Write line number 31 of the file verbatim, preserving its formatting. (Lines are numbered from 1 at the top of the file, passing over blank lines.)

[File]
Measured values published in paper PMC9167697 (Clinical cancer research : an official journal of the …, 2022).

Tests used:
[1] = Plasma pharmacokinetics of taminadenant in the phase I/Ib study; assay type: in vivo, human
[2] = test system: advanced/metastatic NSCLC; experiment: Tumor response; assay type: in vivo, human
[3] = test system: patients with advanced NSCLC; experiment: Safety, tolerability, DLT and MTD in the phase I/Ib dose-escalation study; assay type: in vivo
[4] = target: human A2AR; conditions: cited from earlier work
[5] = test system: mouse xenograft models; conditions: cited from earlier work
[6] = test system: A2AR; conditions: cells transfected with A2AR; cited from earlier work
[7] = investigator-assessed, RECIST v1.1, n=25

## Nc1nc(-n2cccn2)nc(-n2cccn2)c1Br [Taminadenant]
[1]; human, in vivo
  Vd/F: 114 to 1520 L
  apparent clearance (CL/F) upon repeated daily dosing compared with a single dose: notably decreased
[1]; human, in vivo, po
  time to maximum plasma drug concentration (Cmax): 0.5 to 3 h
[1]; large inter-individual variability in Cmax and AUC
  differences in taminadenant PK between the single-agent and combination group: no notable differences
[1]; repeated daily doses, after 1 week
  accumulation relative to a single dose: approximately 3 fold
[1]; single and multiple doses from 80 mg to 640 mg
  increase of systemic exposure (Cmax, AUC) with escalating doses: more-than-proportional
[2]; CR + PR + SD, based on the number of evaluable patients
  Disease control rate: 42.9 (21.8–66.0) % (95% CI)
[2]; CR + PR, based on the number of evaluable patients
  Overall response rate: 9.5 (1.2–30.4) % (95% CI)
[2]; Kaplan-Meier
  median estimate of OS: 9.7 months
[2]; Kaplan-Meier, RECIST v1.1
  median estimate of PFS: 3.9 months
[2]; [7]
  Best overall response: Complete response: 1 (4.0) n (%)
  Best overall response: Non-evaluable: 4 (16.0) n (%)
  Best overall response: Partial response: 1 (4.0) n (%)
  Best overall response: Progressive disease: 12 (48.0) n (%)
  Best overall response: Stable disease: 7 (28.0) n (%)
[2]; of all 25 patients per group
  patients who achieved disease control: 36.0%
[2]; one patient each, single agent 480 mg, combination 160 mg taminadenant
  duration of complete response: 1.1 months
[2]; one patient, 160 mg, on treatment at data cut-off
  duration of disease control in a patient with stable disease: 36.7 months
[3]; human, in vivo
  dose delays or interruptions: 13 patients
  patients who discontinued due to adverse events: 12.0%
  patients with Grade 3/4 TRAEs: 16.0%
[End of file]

  Best overall response: Complete response: 1 (4.0) n (%)